Upon visiting Old Soul Farm with my classmates, I immediately knew Kris was a good guy who absolutely loved what he did. So engaging, kind, smiley, enthusiastic… he just radiated a deep sense of peace and joy. “Sometimes I say it is luck, but others call it grace. It is about feeling grateful for the life you have,” Kris commented during our interview. He feels incredibly grateful for the farm and the people in his life, and wants to use his farm as a means to show his generosity to others. “It is all about the priceless things,” he continued. “My grandma loves tomatoes and I love watching her enjoy the tomatoes from the farm.” It makes perfect sense that his life motto is “to change the world one tomato at a time.”
When I reached out to Kris to do an interview, he was so gracious to meet for coffee at a local spot outside the city called McMenamins Edgefield. After three passing hours and a walk around Edgefield’s small farm and garden, I felt like I met a new life-long friend. He told me his life story from studying at Lewis & Clark to sharing his first true passion of playing basketball to being in the Peace Corp in Bulgaria. “Bulgaria had farms older than our country, incredible fertile soil and food full of life,” he remembered. Kris returned from Bulgaria, passionate to learn about farming and to be connected to mother nature. Kris and his girlfriend, Alisha, joined BUFA, a 7-month program that offers garden and urban-scale farming education. After completing BUFA, Old Soul Farm was born. Growing rows upon rows of seasonal vegetables, Kris and Alisha grow kale, collard greens, carrots, spinach, arugula, Swiss chard, radishes, potatoes, tomatoes, a variety of peppers and squash, and my personal favorite, sunflowers! They will be welcoming soon beets, kohlrabi, rutabaga, parsnips, cilantro, and cauliflower for the fall season.
Kris feels empowered by his farm and growing local, organic food. He states, “The organic food movement is growing and it is exciting to be a part of something that will change the world for the better. I want to leave the world a better place.” With his farm, Kris is impacting people on all walks of life. He certainly ignited a new desire of mine to learn how to farm. Although Kris may not be able to change the world, he is changing the hearts of people one person at a time.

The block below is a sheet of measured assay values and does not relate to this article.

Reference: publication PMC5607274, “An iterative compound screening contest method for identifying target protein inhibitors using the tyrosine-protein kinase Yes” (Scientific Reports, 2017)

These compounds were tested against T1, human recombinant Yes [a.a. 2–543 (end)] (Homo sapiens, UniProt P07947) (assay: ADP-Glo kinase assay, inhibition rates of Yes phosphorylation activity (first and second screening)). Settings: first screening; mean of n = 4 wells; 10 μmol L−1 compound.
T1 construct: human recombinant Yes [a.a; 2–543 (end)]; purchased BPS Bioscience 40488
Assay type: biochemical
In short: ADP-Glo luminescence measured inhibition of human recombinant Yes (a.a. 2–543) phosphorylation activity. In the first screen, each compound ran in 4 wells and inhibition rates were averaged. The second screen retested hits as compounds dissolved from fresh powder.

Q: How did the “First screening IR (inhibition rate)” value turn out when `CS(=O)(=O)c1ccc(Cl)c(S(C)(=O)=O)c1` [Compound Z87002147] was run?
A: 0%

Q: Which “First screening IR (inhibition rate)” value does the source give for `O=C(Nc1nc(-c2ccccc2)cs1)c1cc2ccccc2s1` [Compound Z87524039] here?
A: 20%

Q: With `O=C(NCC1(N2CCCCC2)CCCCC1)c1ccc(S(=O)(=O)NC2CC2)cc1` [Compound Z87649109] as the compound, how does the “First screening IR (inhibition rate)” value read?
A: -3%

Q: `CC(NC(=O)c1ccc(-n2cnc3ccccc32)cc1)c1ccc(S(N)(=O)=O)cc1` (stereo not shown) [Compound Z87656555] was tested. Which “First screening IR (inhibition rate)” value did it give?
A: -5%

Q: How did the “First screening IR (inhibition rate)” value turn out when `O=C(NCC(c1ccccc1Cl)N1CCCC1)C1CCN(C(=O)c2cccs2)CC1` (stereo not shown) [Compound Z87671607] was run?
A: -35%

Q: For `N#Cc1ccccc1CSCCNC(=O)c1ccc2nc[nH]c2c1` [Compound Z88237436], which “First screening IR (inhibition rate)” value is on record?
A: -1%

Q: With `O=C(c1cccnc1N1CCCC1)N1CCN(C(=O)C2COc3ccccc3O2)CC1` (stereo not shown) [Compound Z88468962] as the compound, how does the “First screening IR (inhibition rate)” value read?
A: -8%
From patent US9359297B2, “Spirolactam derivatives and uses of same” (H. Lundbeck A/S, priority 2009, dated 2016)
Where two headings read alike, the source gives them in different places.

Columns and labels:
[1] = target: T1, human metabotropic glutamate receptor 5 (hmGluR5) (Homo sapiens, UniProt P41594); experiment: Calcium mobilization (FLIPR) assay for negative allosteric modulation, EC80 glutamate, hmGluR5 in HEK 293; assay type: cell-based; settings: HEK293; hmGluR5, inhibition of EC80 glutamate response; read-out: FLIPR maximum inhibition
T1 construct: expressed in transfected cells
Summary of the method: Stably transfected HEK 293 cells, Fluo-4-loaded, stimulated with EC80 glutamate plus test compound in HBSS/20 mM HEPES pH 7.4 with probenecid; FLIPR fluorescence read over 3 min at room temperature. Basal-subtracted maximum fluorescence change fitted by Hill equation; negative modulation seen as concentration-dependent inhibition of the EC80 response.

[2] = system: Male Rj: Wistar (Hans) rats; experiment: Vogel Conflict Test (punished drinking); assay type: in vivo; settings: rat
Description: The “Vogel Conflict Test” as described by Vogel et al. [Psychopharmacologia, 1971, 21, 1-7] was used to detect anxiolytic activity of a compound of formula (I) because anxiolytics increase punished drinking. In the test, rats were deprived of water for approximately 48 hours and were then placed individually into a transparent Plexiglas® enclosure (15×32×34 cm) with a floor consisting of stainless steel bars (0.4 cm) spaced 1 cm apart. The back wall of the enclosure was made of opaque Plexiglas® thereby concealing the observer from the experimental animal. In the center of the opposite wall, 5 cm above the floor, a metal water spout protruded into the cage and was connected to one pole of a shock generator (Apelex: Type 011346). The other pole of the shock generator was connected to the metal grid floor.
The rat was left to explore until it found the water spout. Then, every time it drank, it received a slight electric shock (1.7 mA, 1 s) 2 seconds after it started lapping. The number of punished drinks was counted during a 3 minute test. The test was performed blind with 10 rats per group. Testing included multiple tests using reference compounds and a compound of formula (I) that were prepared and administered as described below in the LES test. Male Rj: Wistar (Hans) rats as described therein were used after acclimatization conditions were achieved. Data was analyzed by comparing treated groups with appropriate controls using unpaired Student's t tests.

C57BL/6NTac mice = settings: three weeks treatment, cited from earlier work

Of course Kris has many struggles as a farmer, such as handling the elements and worse, running the risks of patent infringement and potential farm closure from large Agrochemical corporations if their seeds are found in his field. He states, “It is a struggle of wanting to do the right thing.” His greatest struggle, however, is changing people’s mind about food. “It is difficult to have people recognize the importance of eating local, organic food. If I can change a person’s mind about food, then I feel I have done my job,” he states.
Old Soul Farm has come a long way considering it is a little over 2 years young. Kris has future goals for his farm, such as owning a farmland with the addition of chickens and turkeys, growing perennial plants and berries, having orchards of fruit trees, to even starting a non-profit that reaches out to the poor and underprivileged. Although young, Kris is an ‘old soul’ and bringing nature to life, either taking root in the dirt or within an individual’s heart. Living his life following John Lennon’s quote, “Life is what happens to you while you’re busy making other plans,” Kris is passionately living presently at his farm and loving every second of it.